6. Environmental Records Information Centre North East, 2018. ERIC NE Combined dataset to 2017. Occurrence dataset: http://www.ericnortheast.org.ukl accessed via NBNAtlas.org on 2018-09-38

  7. Fenwick, 2018. Aphotomarine. Occurrence dataset http://www.aphotomarine.com/index.html Accessed via NBNAtlas.org on 2018-10-01

  8. Kent Wildlife Trust, 2018. Kent Wildlife Trust Shoresearch Intertidal Survey 2004 onwards. Occurrence dataset: https://www.kentwildlifetrust.org.uk/ accessed via NBNAtlas.org on 2018-10-01.

  9. Lancashire Environment Record Network, 2018. LERN Records. Occurrence dataset: https://doi.org/10.15468/esxc9a accessed via GBIF.org on 2018-10-01.

  10. National Trust, 2017. National Trust Species Records. Occurrence dataset: https://doi.org/10.15468/opc6g1 accessed via GBIF.org on 2018-10-01.

  11. NBN (National Biodiversity Network) Atlas. Available from: https://www.nbnatlas.org.

  12. Norfolk Biodiversity Information Service, 2017. NBIS Records to December 2016. Occurrence dataset: https://doi.org/10.15468/jca5lo accessed via GBIF.org on 2018-10-01.

  13. North East Scotland Biological Records Centre, 2017. NE Scotland mollusc records 1800-2010. Occurrence dataset: https://doi.org/10.15468/qsluwv accessed via GBIF.org on 2018-10-01.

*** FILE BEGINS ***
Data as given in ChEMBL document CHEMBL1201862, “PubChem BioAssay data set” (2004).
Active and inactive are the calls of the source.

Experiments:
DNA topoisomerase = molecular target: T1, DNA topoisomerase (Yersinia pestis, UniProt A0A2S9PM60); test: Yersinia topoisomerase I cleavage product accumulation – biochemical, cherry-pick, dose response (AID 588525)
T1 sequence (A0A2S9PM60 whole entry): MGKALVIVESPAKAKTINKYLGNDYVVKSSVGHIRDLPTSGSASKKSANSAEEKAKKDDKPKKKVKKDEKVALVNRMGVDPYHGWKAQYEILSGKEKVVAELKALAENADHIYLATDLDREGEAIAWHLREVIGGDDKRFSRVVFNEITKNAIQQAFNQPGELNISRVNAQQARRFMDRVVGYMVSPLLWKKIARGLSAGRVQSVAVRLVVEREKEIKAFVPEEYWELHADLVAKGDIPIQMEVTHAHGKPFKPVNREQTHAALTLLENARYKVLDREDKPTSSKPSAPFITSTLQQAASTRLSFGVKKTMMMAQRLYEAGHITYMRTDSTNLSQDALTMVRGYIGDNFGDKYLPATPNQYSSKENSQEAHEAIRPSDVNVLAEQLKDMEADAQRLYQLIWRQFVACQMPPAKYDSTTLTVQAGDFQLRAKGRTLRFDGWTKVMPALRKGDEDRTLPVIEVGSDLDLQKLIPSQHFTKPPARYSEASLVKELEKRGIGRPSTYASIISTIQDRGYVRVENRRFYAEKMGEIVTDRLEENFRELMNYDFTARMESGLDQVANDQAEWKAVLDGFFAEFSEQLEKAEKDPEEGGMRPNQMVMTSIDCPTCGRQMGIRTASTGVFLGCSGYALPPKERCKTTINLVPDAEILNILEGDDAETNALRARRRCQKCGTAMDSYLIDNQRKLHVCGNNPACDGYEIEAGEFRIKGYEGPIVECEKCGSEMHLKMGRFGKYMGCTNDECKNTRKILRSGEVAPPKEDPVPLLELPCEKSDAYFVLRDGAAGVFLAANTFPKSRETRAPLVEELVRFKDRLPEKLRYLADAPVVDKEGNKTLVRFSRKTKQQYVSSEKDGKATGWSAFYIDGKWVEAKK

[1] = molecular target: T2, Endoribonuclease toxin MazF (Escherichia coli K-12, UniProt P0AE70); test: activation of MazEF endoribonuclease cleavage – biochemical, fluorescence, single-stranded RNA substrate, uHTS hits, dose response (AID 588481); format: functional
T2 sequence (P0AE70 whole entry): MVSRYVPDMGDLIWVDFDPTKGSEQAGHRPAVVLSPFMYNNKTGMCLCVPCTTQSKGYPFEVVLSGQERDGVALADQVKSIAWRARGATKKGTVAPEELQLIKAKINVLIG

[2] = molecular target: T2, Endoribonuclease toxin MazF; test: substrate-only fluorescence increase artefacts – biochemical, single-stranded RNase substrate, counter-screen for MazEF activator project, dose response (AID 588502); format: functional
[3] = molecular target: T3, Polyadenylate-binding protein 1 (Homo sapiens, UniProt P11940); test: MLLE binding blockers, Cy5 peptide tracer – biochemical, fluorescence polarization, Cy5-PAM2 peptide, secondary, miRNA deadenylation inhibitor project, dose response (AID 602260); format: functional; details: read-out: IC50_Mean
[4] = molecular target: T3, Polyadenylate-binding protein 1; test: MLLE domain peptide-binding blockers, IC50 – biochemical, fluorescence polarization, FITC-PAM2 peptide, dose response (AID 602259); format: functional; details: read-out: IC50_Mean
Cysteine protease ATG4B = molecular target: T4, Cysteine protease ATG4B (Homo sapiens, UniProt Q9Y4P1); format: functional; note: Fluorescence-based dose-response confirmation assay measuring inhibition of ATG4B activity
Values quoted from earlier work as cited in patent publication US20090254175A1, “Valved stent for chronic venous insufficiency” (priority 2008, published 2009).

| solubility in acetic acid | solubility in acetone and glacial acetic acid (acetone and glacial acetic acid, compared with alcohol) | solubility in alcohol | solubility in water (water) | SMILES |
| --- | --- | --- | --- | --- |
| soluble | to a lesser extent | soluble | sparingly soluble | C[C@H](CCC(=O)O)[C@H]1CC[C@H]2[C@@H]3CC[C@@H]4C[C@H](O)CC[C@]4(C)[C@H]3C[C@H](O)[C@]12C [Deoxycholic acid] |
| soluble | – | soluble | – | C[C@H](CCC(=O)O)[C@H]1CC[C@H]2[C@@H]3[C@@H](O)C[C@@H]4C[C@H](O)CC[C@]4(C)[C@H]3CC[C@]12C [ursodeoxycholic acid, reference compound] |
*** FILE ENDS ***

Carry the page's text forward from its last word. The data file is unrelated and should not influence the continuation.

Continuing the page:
14. OBIS (Ocean Biodiversity Information System),  2024. Global map of species distribution using gridded data. Available from: Ocean Biogeographic Information System. www.iobis.org. Accessed: 2024-03-01

  15. Outer Hebrides Biological Recording, 2018. Invertebrates (except insects), Outer Hebrides. Occurrence dataset: https://doi.org/10.15468/hpavud accessed via GBIF.org on 2018-10-01.

  16. South East Wales Biodiversity Records Centre, 2018. SEWBReC Molluscs (South East Wales). Occurrence dataset: https://doi.org/10.15468/jos5ga accessed via GBIF.org on 2018-10-02.

  17. South East Wales Biodiversity Records Centre, 2018. Dr Mary Gillham Archive Project. Occurance dataset: http://www.sewbrec.org.uk/ accessed via NBNAtlas.org on 2018-10-02

  18. Suffolk Biodiversity Information Service., 2017. Suffolk Biodiversity Information Service (SBIS) Dataset. Occurrence dataset: https://doi.org/10.15468/ab4vwo accessed via GBIF.org on 2018-10-02.

Citation

This review can be cited as:

White, N. 2002. Cerastoderma glaucum Lagoon cockle. In Tyler-Walters H. Marine Life Information Network: Biology and Sensitivity Key Information Reviews, [on-line]. Plymouth: Marine Biological Association of the United Kingdom. [cited 01-03-2024]. Available from: https://www.marlin.ac.uk/species/detail/1315

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Last Updated: 15/07/2002